Consider the example above, where you’d need to carefully go through several steps to ensure a client’s data was properly deleted according to the GDPR. With Clio, you’d be able to delete this hypothetical client’s data from the app in just a few steps—in its role as a data processor for law firms, Clio would take care of many of the more technical aspects of this deletion, and would ensure that it had been recorded.

In summary, cloud-based solutions like Clio give law firms more tools to make it as simple as possible to comply with the GDPR.

Looking for a cloud solution? At minimum, law firms should ensure that any cloud software they’re evaluating:

  • Has updated its product and business operations to comply with GDPR guidelines.
  • Explicitly acknowledges its role as a data processor for law firms.
  • Has updated its terms of service and privacy policy to comply with GDPR.

Clio has done all of the above, and continues to fulfill its role as a data processor for law firms, while providing tools and customer service to help law firms meet their responsibilities as data controllers.

Learn more about Clio and the GDPR.

3. Peace of mind for data storage

The GDPR requires businesses to ensure they can restore access to personal data in the event of any incidents. If you’re using an on-premise solution, and something happens to your servers, restoring all of your client’s information could be a tall order. (You’d also need to notify each client of what happened.)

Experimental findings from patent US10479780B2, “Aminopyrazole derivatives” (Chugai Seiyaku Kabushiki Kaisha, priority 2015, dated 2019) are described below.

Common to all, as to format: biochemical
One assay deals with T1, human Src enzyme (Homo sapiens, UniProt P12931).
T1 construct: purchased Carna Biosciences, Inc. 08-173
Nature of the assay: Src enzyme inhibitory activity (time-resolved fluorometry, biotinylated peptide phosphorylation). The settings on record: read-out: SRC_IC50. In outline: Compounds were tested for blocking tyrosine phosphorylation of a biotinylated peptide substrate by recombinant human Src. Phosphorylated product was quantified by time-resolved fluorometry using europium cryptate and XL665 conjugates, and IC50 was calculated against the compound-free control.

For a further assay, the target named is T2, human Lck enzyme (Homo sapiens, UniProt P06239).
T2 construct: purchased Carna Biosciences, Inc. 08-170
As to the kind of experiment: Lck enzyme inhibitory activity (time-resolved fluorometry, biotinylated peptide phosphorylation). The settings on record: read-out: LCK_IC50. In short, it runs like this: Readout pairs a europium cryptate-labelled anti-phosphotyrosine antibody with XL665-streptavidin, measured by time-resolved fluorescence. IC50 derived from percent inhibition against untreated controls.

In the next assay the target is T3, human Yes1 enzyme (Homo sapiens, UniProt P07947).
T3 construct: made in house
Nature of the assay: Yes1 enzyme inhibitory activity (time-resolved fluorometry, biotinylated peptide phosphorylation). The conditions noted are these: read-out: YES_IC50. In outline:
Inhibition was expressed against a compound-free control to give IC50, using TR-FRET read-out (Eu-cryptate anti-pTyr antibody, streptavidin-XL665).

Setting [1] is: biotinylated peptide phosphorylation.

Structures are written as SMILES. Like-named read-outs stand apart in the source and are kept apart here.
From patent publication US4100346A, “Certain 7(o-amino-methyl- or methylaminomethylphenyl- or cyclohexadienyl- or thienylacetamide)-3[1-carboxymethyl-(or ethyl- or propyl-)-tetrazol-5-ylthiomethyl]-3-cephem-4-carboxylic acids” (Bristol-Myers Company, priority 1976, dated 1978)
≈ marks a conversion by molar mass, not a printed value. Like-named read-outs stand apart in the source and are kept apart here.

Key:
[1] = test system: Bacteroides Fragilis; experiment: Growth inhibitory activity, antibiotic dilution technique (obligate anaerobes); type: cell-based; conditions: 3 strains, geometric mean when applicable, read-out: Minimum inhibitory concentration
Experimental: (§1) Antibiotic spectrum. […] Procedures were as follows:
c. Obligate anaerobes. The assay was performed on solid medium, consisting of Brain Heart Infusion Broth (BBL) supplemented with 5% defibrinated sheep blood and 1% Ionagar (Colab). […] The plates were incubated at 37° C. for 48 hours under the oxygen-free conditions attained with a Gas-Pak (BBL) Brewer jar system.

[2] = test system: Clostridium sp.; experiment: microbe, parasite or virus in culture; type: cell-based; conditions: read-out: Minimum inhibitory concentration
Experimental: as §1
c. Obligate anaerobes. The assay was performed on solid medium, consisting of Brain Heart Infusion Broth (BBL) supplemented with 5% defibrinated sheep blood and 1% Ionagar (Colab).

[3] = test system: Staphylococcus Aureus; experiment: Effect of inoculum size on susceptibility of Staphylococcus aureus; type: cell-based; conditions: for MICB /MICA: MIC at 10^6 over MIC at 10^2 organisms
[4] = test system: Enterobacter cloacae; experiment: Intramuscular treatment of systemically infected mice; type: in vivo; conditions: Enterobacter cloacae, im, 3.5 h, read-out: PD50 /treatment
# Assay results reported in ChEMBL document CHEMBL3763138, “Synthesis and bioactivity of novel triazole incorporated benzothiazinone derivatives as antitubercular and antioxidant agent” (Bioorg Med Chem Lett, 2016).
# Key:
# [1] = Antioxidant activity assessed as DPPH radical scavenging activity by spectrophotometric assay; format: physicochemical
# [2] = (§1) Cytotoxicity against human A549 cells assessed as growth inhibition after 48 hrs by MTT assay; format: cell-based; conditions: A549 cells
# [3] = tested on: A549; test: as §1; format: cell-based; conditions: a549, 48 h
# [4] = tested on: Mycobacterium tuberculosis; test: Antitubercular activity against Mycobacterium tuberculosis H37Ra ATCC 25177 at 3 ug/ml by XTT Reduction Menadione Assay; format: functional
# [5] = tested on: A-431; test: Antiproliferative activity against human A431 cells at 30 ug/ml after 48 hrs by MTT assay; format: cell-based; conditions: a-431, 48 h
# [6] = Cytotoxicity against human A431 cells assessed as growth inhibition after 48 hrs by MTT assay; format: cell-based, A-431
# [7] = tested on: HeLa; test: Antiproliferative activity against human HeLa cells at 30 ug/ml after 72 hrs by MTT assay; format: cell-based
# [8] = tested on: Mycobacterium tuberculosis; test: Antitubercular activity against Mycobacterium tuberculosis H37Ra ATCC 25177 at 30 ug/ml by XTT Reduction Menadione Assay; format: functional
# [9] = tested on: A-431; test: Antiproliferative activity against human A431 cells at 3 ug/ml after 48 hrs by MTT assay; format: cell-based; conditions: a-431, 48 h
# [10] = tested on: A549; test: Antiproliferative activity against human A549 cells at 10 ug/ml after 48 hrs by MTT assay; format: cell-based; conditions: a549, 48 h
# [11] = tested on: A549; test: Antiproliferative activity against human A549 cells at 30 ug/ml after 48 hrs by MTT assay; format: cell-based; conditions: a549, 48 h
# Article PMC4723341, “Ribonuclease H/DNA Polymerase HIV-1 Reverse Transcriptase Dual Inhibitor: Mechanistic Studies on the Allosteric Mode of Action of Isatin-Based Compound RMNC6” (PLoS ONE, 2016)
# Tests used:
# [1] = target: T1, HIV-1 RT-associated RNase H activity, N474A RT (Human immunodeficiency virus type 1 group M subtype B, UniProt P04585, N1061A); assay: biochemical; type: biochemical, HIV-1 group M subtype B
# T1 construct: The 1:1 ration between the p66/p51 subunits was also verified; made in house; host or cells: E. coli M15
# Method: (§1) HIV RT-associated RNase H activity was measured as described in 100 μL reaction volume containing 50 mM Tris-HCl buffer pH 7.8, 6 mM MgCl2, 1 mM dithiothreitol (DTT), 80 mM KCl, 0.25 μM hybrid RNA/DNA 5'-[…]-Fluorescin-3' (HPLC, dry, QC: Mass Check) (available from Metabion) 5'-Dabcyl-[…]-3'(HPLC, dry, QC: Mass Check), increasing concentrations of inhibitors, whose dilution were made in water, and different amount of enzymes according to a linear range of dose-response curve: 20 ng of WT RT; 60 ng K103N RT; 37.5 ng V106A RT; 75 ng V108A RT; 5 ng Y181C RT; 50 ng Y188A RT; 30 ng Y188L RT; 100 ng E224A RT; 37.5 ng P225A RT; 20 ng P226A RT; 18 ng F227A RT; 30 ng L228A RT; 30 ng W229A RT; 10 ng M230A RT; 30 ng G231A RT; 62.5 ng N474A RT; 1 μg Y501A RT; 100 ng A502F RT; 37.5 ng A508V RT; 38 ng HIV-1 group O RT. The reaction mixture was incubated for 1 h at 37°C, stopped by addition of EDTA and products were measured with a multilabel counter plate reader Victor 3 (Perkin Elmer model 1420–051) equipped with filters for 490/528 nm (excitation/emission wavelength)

By leveraging economies of scale, cloud-based software providers are able to employ much stronger safeguards to protect client data than is feasible for most small to medium-sized law firms. In other words, for most law firms of this size, cloud-based software is definitely worth considering.

For example, Clio spends hundreds of thousands of pounds each year on a dedicated security team, state of the art technology, and strong process to limit the likelihood of an incident. Clio  also ensures geographic redundancy is in place, meaning Clio stores your firm’s data in more than one server—all located within the EU—so that your data will remain safe in the event of a natural disaster or other major catastrophe.

For extra peace of mind, you can easily set up an additional, personal backup of your Clio information.

Easier GDPR compliance with cloud-based software

Meeting your law firm’s responsibilities under GDPR can take a lot of time and effort, but with the right tools and the right support, you can make it easier to adhere to your duties as a data controller.

Choose a case management software for your practice that is cloud-based, follows security best practices, and explicitly adheres to GDPR, and you’ll have a little more peace of mind and a lot more time and energy to dedicate to helping clients.

Looking for cloud-based case management software and need more advice? Read the 10 things you need to consider before making your choice.

Associate News is provided by Legal Futures Associates.
Find out about becoming an Associate

Tags: